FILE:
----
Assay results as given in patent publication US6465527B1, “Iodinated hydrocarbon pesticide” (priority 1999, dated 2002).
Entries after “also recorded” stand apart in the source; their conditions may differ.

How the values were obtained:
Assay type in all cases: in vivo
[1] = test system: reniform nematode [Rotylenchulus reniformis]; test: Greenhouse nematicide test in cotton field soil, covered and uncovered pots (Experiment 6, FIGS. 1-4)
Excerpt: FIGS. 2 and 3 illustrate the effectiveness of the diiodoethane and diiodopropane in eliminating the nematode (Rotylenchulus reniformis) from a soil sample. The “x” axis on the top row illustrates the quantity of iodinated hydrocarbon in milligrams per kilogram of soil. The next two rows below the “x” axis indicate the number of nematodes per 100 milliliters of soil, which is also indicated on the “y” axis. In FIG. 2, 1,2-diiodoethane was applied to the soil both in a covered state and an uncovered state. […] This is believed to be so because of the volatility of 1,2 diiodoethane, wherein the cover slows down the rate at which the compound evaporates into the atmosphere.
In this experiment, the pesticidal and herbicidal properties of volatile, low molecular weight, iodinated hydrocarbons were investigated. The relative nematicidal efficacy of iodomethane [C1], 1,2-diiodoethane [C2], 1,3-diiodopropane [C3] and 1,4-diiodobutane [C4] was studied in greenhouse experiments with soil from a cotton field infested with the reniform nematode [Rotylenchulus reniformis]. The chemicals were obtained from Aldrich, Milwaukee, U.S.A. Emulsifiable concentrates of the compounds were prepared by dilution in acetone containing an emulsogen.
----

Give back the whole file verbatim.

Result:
Assay results as given in patent publication US6465527B1, “Iodinated hydrocarbon pesticide” (priority 1999, dated 2002).
Entries after “also recorded” stand apart in the source; their conditions may differ.

How the values were obtained:
Assay type in all cases: in vivo
[1] = test system: reniform nematode [Rotylenchulus reniformis]; test: Greenhouse nematicide test in cotton field soil, covered and uncovered pots (Experiment 6, FIGS. 1-4)
Excerpt: FIGS. 2 and 3 illustrate the effectiveness of the diiodoethane and diiodopropane in eliminating the nematode (Rotylenchulus reniformis) from a soil sample. The “x” axis on the top row illustrates the quantity of iodinated hydrocarbon in milligrams per kilogram of soil. The next two rows below the “x” axis indicate the number of nematodes per 100 milliliters of soil, which is also indicated on the “y” axis. In FIG. 2, 1,2-diiodoethane was applied to the soil both in a covered state and an uncovered state. […] This is believed to be so because of the volatility of 1,2 diiodoethane, wherein the cover slows down the rate at which the compound evaporates into the atmosphere.
In this experiment, the pesticidal and herbicidal properties of volatile, low molecular weight, iodinated hydrocarbons were investigated. The relative nematicidal efficacy of iodomethane [C1], 1,2-diiodoethane [C2], 1,3-diiodopropane [C3] and 1,4-diiodobutane [C4] was studied in greenhouse experiments with soil from a cotton field infested with the reniform nematode [Rotylenchulus reniformis]. The chemicals were obtained from Aldrich, Milwaukee, U.S.A. Emulsifiable concentrates of the compounds were prepared by dilution in acetone containing an emulsogen.